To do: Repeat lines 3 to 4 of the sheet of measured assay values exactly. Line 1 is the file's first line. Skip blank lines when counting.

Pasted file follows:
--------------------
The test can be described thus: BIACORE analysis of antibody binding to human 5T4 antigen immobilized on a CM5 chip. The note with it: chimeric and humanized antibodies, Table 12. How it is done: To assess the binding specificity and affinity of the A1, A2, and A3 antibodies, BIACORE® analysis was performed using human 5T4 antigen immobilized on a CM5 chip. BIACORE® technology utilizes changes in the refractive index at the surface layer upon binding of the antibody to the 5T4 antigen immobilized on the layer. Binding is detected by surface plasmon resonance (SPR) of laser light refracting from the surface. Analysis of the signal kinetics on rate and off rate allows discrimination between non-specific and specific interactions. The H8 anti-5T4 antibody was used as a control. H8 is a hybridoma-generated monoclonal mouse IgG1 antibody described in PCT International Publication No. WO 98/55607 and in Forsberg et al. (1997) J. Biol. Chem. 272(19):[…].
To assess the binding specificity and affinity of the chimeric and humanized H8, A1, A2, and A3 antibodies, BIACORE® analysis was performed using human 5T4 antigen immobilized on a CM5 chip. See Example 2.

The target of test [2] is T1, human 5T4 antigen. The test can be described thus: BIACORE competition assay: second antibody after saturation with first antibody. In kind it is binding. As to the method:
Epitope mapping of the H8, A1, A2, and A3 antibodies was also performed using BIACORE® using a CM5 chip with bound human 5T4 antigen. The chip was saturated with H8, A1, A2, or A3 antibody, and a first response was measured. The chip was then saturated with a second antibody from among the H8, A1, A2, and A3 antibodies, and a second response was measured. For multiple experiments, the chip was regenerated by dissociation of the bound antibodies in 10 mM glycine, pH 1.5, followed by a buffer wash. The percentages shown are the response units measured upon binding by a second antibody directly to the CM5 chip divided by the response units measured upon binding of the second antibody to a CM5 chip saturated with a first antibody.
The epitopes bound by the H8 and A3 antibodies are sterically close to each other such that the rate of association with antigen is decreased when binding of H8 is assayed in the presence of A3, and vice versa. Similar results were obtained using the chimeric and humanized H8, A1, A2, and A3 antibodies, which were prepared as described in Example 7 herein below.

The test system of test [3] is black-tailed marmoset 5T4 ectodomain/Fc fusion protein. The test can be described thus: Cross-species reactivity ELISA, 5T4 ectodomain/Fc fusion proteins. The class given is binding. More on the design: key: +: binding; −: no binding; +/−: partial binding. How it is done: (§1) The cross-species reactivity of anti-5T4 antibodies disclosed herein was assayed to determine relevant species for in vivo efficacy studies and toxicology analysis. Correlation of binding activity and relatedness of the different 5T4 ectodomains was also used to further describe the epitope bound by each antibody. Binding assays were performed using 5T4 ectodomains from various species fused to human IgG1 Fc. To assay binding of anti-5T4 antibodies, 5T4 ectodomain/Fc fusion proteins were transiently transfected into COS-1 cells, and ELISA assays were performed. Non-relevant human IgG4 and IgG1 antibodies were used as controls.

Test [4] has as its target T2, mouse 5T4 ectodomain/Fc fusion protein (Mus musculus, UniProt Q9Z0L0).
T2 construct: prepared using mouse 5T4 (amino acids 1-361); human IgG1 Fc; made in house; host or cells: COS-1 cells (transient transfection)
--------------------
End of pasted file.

The target of test [2] is T1, human 5T4 antigen. The test can be described thus: BIACORE competition assay: second antibody after saturation with first antibody. In kind it is binding. As to the method:
Epitope mapping of the H8, A1, A2, and A3 antibodies was also performed using BIACORE® using a CM5 chip with bound human 5T4 antigen. The chip was saturated with H8, A1, A2, or A3 antibody, and a first response was measured. The chip was then saturated with a second antibody from among the H8, A1, A2, and A3 antibodies, and a second response was measured. For multiple experiments, the chip was regenerated by dissociation of the bound antibodies in 10 mM glycine, pH 1.5, followed by a buffer wash. The percentages shown are the response units measured upon binding by a second antibody directly to the CM5 chip divided by the response units measured upon binding of the second antibody to a CM5 chip saturated with a first antibody.